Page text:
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Customer Service and The Human Experience
Historically, customer service was delivered over the phone or in person. Customers didn't have many choices, and switching to competitors was cumbersome. Today, these methods are but two of the many possible touch points of entry for any given interaction. With all the options the Internet brings, competition is literally a click away. If, as has been reported, 65% of your business comes from current customers, then in order to stay in business, you best focus on winning the satisfaction and loyalty of those customers.
With continued attention on customer service, customer retention, and lifetime value of the customer, it is no surprise that contact center operations continue to increase in importance as the primary hub of a customer's experience. The contact center is still the most common way that customers get in touch with businesses. In fact, Gartner reports 92% of all contact is through the center.
While much attention has been focused on the technology and benefits of providing multiple channels for customer contact, little consideration has been directed to handling the human part of the equation-training Customer and Technical Service Representatives to field more than just telephone communications. With the explosion of e-commerce, the need to reinforce keeping the human element in the equation is paramount. Certainly now more than ever before in history, customer-centric service is a necessity.
Twenty five years from now customers will still be human beings, still be driven by desires and needs. Virtual environments do not create virtual customers. Except for the simplest transactions, some customers still need to be connected with and nurtured by a live person. Amazon.com has learned this. They employ hundreds of traditional customer service representatives using phone lines to help customers with questions that cannot be dealt with online.
With the ability to handle simple transactions available by using sophisticated, self-service technology, customer calls, faxes, and/or e-mails are more complex, more complicated, sometime even escalated, heightening stress levels.
At the same time, research has identified the Customer Service and Technical Representative as one of the ten most stressful jobs in America today, with job stress costing employers an estimated $300+ billion yearly in absenteeism, lowered productivity, rising health insurance costs and other medical expenses (up from $200 + billion just ten years ago.)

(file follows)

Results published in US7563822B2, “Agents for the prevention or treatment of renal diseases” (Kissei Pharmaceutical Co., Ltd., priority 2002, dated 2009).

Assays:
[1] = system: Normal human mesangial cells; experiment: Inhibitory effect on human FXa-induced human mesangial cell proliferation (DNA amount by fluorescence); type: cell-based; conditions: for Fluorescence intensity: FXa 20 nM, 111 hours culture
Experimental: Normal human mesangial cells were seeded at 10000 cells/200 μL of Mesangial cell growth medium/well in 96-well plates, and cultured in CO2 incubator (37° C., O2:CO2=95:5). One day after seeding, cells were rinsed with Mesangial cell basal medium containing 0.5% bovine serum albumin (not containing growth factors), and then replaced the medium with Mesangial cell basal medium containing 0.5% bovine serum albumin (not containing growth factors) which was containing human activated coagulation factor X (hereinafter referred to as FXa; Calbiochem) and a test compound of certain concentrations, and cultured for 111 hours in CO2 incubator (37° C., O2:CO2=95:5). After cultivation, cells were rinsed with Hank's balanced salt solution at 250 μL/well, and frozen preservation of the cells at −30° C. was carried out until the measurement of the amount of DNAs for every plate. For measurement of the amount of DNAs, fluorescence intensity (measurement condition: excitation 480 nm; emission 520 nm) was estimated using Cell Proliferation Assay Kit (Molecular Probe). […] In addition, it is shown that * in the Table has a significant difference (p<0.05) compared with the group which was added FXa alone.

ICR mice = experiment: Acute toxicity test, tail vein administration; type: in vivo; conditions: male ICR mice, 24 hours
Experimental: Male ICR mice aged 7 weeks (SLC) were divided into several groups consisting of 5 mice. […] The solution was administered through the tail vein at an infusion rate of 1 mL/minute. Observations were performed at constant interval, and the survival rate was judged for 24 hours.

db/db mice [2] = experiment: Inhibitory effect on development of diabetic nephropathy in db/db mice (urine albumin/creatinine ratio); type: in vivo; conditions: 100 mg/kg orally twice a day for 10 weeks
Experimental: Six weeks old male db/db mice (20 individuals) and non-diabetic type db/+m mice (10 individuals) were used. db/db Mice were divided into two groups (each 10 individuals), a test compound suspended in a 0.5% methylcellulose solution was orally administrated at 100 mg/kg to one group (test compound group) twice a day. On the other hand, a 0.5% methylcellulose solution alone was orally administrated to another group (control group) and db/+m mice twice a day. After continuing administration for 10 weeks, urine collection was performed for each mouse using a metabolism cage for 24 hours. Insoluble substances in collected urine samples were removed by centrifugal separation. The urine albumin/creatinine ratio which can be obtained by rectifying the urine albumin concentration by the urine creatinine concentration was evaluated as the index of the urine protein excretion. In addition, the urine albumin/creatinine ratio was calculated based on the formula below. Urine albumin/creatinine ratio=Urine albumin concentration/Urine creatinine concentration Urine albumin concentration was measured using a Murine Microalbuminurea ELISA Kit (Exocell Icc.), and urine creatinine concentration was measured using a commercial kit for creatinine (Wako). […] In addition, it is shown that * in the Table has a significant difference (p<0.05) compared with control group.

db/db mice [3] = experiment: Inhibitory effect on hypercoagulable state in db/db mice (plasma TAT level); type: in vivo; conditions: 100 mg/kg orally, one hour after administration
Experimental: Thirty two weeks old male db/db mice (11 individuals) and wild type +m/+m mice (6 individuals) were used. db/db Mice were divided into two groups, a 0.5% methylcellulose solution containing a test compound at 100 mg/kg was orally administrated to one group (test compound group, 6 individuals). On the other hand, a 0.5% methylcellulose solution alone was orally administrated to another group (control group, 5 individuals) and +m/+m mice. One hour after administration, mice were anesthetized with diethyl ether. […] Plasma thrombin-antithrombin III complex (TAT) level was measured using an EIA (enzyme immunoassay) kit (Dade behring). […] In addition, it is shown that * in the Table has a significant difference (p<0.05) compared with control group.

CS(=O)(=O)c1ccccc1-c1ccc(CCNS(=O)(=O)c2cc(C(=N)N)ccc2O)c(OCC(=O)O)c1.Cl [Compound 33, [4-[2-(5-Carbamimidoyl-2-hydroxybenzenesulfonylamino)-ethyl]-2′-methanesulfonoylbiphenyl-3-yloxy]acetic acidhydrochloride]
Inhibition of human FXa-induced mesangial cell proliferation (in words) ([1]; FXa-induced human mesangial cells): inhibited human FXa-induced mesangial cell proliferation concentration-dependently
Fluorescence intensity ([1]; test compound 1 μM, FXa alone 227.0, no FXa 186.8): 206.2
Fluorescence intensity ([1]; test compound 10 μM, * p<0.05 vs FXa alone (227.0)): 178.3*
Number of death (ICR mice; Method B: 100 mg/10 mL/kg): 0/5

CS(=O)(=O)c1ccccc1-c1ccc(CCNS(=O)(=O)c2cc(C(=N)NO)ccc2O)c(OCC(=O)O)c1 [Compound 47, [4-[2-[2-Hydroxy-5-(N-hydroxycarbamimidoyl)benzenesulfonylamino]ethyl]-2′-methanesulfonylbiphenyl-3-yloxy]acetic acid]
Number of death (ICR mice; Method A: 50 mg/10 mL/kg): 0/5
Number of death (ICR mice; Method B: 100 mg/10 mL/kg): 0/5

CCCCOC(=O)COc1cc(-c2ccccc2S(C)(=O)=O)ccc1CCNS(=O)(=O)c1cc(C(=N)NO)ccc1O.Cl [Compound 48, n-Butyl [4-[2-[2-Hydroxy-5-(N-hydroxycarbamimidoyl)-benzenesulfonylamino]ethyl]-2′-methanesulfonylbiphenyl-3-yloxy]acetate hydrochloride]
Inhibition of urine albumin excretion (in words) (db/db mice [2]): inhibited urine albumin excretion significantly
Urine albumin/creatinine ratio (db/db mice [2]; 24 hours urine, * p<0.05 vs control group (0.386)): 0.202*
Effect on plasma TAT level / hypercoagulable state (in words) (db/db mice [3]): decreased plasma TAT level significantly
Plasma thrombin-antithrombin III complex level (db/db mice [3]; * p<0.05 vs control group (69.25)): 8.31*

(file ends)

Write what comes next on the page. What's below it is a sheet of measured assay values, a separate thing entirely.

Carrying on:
A recent NIOSH study reported that 50% of employees view job stress as a major problem in their lives--double from a decade ago.
Lines of demarcation have blurred and change is rampant in today's center. Why? Because of our cell phones, voice mail, faxback, PDA's, and e-mail. We are now more available and accessible than ever before. The lines are no longer clear as to where our jobs or projects begin and end-they can follow us home again and again.
In today's competitive marketplace there is little difference between products and services. What makes the difference--what distinguishes one company from another--is its relationship with the customer. Who has the awesome responsibility for representing themselves, their companies, perhaps their industry in general? Front line representatives.
The ability of a company to provide human-to-human connections--back and forth live communication--continues to be critically important. The fact is voice is the most natural and powerful human interface, real time or otherwise. That isn't going to change any time soon. To the customer, people are inseparable from the services they provide. Actually, the person on the other end of the phone is the company. It is no wonder, then, that companies with superior people management, invest heavily in training and retraining, reinforcing the human element.
Yet customers still leave. The latest statistics on why are:
? 45% because of poor service
? 20% because of lack of attention.
This means that 65% of your customers leave because of something your front line is, or is not, doing.
? 15% for a better product
? 15% for a cheaper product and
? 5% other
This is the good and the bad news. It's bad news because that's a high percentage. On the other hand, it's good news because there is something you can do about it-it resides on the human side.
It is agreed that people, process, and 'state of the art' technology are what make companies work. For me, the people process is most important. After all, it's the people who truly make the difference.
Never lose sight of the fact that we are human beings, not merely 'human doings.' The fact is 70% to 90% of what happens with customers is driven by human nature, having nothing to do with technology. Technology is meant to enable human endeavors, not to disable them.
Extraordinary service or lack thereof, separates the good from the great companies. As more and more organizations are turning to the contact center as a strategic player in the competitive landscape, it is in the throes of re-inventing itself to step up to the plate and become the heart of a company's customer facing operations.
The ability to put yourself in another person's shoes and see their point of view-not agree with them, not make them right and your company wrong-but hear what they are saying. After all, basic needs of all of us are to be heard and treated with dignity and respect.